The Big Issues


  • Among other provisions, HB 1165 would prohibit municipal utilities from ever holding a property owner liable for the unpaid utility bills of his/her tenant and from requiring utility bills to be in a property owner’s name unless the property owner specifically requests it.
  • Aim opposes this bill because it hamstrings the ability of municipal utilities to recover unpaid bills and disallows existing practice in some utilities around the state.
  • HB 1165, authored by Representative Woody Burton, will likely be heard next week in the House Utilities Committee. This bill was a follow-up response to HEA 1347 which he authored last year. This week, the Attorney General issued an advisory opinion that landlords cannot be held responsible for tenants’ utility bills under that law.


  • If a sewer bill on a property is 60 days delinquent, HB 1085 would require the first mortgage lienholder of record on the property to be notified within 20 days before a sewer lien can be applied to the property.
  • Aim opposes this bill because it would constitute a significant administrative burden on our municipal utilities to dedicate staff time and resources to implement an unnecessary process that does not best serve the responsible customers of the utility.
  • HB 1085, authored by Representative Jim Pressel, was assigned to the House Judiciary Committee. At this time, the Chairman plans to hear the bill on Monday, January 27.


  • Every year, to develop Aim’s operational initiatives, we reach out to our members to find statutes that are outdated, inefficient, or impede the successful functioning of Indiana’s cities and towns.
  • This year, three of these ideas were included in HB 1100 to streamline the day-to-day workings of our cities and towns: 1) clarifying bidding procedures for property purchases by abutting landowners; 2) improving communication between units when a LIT change is considered; and 3) allowing city and town courts to keep de minimis overpayments as an administrative fee.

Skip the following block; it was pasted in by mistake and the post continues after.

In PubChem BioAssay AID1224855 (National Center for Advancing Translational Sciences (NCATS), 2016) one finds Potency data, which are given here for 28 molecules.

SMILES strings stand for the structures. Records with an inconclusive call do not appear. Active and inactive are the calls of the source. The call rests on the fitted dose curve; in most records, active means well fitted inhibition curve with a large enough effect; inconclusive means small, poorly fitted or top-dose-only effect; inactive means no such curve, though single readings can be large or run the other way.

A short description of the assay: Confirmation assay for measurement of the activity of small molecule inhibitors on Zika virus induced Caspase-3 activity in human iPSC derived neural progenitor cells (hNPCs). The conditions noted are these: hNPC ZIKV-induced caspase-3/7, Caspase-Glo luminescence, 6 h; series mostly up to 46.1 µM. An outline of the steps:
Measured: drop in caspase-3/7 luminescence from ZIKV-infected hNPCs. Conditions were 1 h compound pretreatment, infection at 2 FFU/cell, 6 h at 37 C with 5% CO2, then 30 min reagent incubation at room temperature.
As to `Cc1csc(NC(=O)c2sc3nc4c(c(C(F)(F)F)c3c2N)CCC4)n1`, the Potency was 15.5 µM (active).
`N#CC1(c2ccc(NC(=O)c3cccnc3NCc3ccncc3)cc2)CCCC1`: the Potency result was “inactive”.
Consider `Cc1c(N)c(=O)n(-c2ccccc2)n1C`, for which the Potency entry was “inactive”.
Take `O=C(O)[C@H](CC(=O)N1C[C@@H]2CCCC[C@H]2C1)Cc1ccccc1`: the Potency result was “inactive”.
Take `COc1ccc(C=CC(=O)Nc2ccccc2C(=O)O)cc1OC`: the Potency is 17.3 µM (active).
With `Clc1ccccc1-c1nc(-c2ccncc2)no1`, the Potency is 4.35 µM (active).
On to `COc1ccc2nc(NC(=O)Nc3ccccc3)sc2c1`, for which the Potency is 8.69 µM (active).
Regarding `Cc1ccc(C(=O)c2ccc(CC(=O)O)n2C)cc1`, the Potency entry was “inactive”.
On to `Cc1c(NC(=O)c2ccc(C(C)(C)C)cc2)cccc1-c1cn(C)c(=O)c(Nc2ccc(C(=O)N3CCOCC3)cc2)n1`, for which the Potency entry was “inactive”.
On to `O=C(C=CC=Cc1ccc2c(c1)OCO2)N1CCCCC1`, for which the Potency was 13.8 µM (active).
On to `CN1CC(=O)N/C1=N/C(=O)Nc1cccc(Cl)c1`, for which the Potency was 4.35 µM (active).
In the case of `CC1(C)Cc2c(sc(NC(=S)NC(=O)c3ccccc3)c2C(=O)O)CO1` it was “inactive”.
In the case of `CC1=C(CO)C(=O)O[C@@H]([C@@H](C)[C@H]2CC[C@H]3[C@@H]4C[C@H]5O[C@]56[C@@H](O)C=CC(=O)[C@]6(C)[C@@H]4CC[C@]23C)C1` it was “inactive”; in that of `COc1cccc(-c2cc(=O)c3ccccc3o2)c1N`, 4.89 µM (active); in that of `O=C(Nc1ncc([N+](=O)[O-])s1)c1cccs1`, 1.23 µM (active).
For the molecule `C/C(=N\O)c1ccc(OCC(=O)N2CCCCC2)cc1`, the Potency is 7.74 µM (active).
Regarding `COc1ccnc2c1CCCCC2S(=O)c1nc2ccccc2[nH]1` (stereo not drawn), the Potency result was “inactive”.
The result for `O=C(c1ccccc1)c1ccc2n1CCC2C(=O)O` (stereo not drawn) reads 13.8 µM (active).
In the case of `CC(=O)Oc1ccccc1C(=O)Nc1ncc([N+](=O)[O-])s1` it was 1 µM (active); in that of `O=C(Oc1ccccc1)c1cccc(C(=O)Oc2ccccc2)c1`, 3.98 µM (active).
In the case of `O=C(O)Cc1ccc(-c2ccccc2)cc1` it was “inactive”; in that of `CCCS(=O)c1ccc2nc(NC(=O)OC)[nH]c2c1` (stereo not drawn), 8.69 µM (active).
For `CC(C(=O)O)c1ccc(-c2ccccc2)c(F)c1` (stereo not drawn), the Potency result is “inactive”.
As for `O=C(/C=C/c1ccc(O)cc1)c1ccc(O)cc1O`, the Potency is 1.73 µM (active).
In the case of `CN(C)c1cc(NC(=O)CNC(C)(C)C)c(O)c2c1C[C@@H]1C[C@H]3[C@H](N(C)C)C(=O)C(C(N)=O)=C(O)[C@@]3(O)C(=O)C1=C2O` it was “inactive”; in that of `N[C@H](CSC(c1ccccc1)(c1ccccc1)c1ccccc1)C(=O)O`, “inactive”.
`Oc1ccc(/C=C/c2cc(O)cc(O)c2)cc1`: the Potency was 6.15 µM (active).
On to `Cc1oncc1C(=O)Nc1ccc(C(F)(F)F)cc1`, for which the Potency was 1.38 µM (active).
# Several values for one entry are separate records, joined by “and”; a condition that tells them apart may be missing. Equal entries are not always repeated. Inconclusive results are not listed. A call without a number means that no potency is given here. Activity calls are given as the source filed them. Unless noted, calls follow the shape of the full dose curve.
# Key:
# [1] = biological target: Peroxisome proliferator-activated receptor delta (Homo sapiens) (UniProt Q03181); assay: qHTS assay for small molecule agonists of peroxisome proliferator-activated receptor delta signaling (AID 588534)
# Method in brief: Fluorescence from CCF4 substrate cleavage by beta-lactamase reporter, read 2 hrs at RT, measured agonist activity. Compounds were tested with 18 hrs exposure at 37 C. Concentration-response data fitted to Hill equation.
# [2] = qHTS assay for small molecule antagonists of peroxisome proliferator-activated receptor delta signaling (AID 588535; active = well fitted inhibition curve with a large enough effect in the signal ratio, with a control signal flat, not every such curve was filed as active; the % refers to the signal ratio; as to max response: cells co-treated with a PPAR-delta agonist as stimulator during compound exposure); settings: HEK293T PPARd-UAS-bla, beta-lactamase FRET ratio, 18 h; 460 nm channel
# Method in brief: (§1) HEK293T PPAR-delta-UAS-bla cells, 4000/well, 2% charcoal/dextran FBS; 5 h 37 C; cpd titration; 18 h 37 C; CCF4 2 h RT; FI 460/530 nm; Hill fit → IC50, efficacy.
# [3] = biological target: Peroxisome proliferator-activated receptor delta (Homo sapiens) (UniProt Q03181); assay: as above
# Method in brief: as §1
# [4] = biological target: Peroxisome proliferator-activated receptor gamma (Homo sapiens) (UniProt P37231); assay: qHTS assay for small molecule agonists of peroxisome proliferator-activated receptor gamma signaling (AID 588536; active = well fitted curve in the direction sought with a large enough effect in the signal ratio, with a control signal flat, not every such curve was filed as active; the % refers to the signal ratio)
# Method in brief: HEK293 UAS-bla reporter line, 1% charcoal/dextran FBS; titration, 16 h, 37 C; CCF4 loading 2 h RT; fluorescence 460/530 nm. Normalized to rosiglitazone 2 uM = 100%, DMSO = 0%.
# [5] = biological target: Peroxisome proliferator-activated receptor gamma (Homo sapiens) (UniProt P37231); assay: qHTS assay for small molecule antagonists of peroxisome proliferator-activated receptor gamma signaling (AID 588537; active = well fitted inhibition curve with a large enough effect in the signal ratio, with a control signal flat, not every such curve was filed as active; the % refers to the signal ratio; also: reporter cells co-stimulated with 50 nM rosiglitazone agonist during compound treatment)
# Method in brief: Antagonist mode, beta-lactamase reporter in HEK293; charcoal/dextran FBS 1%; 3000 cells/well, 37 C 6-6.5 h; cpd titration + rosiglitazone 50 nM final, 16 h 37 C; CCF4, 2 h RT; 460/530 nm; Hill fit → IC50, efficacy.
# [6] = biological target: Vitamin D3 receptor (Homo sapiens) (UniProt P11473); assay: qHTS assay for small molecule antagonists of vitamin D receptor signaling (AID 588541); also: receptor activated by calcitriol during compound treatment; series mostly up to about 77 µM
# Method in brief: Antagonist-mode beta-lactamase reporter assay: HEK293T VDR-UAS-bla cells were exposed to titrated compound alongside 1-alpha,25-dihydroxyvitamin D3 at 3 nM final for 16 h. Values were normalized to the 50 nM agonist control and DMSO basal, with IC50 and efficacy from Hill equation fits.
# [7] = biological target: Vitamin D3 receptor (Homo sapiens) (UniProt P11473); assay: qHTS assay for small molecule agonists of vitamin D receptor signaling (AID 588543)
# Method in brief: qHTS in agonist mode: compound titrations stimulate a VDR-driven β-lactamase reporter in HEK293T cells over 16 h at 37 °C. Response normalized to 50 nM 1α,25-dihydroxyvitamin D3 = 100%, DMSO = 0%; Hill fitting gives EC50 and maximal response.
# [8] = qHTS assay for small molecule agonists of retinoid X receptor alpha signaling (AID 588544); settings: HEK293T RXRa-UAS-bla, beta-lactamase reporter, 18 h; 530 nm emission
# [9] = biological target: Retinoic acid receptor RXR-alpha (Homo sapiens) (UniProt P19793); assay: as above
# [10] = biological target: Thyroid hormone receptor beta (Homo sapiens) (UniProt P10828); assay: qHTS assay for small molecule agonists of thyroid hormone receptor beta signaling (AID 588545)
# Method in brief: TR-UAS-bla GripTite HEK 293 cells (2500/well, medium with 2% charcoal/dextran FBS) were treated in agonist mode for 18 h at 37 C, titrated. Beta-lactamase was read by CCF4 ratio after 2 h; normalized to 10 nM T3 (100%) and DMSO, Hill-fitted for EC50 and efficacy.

• HB 1100, authored by Representative Ethan Manning, passed the House Local Government Committee 12-0 on Thursday. Due to an amendment unrelated to Aim’s language in the bill, the bill was recommitted to the House Ways & Means Committee, where it will be considered next.


  • SB 23 would remove the ability of municipalities to initiate annexations. Only voluntary and super-voluntary annexations would be allowed were SB 23 to pass into law.
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  • Annexation is a valuable tool for growing communities. Removing the ability of municipalities to initiate an annexation would disrupt long term planning and the ability of cities and towns to grow. In light of the significant reform of the annexation statute in 2015, Aim opposes SB 23’s attempt to further limit our ability to grow and develop through annexation.
  • SB 23, authored by Senator Phil Boots, was heard in the Senate Local Government committee on Thursday, where it was amended from its introduced form to the form described above. The amended bill was held to be discussed and voted on at a future meeting.


  • SB 55 defines PVC piping as an acceptable material for public works projects and would prohibit requests for bids from specifying the type of piping material necessary for the completion of a public works project. Rather, it would require any acceptable piping material as defined by this bill( (i.e. PVC) to be considered.
  • Aim opposes this bill because it undermines the professional discretion of city engineers and may cause a municipality to accept a bid with piping materials that are not best suited for the needs of the project. Because municipalities are bound to accept the lowest responsible and responsive bid on public works projects, if a bid comes in for a cheaper material that the engineer has deemed inappropriate for the project, we are bound by law to accept the bid.
  • SB 55, authored by Senator Blake Doriot, was heard on Thursday in the Senate Commerce and Technology committee but was held and no vote was taken at that time.


“Investment Hubs is the idea that regions can work together for transformational quality of life type projects. It provides a new revenue source that a number of communities that come together with a certain amount of population to really invest in these major capital intensive projects that will improve quality of life, brings new revenue options to those regions, allows cities, towns, and counties to work across jurisdiction boundaries.”

– Aim CEO Matt Greller

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